Fighting for Investors
The Securities Fraud Lawyers at Greco & Greco, P.C. regularly represent residents from across the country, including Iowa, in disputes with their financial advisors, stockbrokers, RIAs, and securities salespersons. Common claims include suitability, fraud, violations of FINRA Rules, professional malpractice, negligence, ponzi schemes, misrepresentation, breach of fiduciary duty, Reg BI (SEC Regulation best interest), and other claims. Please contact W. Scott Greco for a free attorney consultation about your case. We serve clients from all areas of Iowa, including Des Moines, Cedar Rapids, Davenport, Sioux City, Iowa City, Waterloo, Ames, Ankeny, and Council Bluffs.Decades of FINRA Arbitration Experience
If an individual investor has a dispute with a FINRA brokerage firm, financial advisor, or stock broker, he/she most likely will have to arbitrate through FINRA's Dispute Resolution system. FINRA Arbitration holds arbitration hearings in one Iowa city, Des Moines. FINRA's Dispute Resolution system also includes mediation which is a voluntary way to settle or resolve disputes.Contingency Fees for Harmed Iowa Investors
We understand that many of our clients cannot afford to hire an attorney because they have lost a large portion of their life savings. Our attorneys can represent harmed Iowa investors by typically only charging a contingency fee. This means that our clients do not have to pay any attorneys fees up front, and only pay us out of monies recovered in your case.Iowa Securities and Regulated Industries Bureau and Iowa Uniform Securities Act
The securities industry in Iowa is regulated by the Iowa Securities and Regulated Industries Bureau, part of the Iowa Insurance Division. The Bureau’s website provides information for investors and consumers, and provides guidance on filing a complaint against an Iowa Broker-Dealer, advisor, or Investment Advisor.
The Iowa Uniform Securities Act can be found here. The Act prohibits devices, schemes, and artifices to defraud, and untrue statements of material fact and omissions of material fact in the sale of securities. Civil liabilities under the Act include rescission or damages, interest and attorneys fees.Common Legal Claims by Investors Against Their Financial Advisors in Iowa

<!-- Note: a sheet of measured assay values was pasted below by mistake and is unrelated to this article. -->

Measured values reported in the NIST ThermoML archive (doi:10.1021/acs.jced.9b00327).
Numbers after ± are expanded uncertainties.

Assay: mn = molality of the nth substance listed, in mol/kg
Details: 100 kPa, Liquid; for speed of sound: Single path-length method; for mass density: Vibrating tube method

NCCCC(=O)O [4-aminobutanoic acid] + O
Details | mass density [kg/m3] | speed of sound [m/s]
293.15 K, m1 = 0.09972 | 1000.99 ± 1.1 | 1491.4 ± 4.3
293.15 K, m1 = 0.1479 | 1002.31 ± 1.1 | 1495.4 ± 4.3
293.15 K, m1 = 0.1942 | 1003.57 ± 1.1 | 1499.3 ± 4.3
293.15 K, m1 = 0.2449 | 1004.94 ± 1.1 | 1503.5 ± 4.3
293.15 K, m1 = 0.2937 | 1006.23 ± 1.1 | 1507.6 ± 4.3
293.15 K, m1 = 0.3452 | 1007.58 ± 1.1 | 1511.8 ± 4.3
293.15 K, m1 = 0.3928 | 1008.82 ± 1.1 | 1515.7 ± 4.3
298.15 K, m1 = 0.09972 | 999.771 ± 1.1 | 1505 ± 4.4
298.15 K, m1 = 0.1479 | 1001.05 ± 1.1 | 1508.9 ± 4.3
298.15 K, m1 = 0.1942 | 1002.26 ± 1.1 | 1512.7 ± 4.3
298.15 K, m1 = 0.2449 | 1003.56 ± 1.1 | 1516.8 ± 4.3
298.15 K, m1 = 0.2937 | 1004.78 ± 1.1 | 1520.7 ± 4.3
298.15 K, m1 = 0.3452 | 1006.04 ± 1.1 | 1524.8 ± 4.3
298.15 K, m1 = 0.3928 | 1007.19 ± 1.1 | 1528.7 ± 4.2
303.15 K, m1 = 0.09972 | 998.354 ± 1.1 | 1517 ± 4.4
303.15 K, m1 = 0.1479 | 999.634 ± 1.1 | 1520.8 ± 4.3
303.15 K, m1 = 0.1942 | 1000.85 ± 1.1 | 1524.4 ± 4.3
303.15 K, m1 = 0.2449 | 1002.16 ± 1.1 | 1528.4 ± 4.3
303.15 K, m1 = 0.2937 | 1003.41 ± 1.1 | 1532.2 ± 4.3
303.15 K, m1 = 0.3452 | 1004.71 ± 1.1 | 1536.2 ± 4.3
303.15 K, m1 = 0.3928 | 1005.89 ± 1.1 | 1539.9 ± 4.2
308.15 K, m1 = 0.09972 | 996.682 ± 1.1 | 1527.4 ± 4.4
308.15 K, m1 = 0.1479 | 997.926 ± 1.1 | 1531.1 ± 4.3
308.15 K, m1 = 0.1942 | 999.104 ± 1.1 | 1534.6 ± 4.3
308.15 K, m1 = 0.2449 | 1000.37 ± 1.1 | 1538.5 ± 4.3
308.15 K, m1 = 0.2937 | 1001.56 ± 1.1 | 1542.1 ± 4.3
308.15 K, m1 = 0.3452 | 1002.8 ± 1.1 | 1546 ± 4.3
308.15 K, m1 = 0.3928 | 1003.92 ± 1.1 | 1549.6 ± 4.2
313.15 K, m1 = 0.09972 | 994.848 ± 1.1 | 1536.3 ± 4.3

Suitability/Regulation Best Interest. Prior to recommending the purchase of specific investments or a specific investment strategy to a customer, a stock broker in Iowa is required to determine that the investments are suitable to that particular investor. A suitability determination is based upon many different factors such as age, investment objectives, risk tolerance, employment situation, needs, income, assets, and investment experience. If an advisor’s recommendations of unsuitable investments result in the investor incurring significant losses, that investor may have a suitability claim against the broker and his/her firm. Suitability claims have been superseded in 2020 by the broader SEC Regulation Best Interest which requires that recommendations of securities and securities strategies be in the best interest of the customer.
Churning. Churning occurs when a broker exercises control over an account and allows the broker's interest in making commissions to override the investor's interests in the account. When a broker makes a buy or sell recommendation for an account, that broker should have the investor's best interests based on their investment objectives in mind. If the broker makes excessive buy and sell recommendations for the purposes of generating commissions for the broker by each buy and sell, that broker is engaged in churning the account.
Unauthorized Trading. Generally, an investor can have two kinds of an account, non-discretionary and discretionary. In a typical non-discretionary account, the broker must consult with and obtain the consent of the customer prior to making a trade in the account. Unauthorized trading occurs when a broker makes trades in a non-discretionary account without the consent of the customer.
Securities Fraud. Most of the claims in this list are subsets of securities fraud which is employing a device, scheme, or artifice to defraud, or obtaining money by means of untrue statements of material facts and failure to state material facts in violation of the Iowa Uniform Securities Act or federal law (Section 10(b) of the Securities Exchange Act of 1934 and Rule 10b-5). If a broker makes false statements to an investor or fails to advise the investor of certain important facts, the investor may be able to recover losses incurred resulting from this fraud.
Margin Disputes. Margin trading involves borrowing money from the brokerage firm to purchase securities greater in value than the equity in an investor's account. Due to the risky nature of trading on the margin, disputes with brokers often arise as a result of significant losses. If a broker trades on the margin without the knowledge or consent of the investor, the investor may be able to recover the losses resulting from the fraud.
Ponzi Scheme Investment Scams. Ponzi schemes generally involve promises of high returns by salespersons over short periods of time, but in reality result in stealing from Peter to pay Paul. Because returns to investors in ponzi schemes are often paid out of new investment monies from new investors, the scheme will ultimately fall apart when the new investors dry up, leaving all investors often holding a worthless investment.
Failure to Supervise Advisor. FINRA firms have a duty to supervise their registered brokers, and their failure to do so may form the basis of various legal claims against them. Registered Investment Advisory firms also have a duty to supervise.
Please contact our securities fraud lawyers for a free attorney consultation if you are a Iowa resident and believe your financial advisor broker may be liable under one of the above claims, or for other wrongful conduct.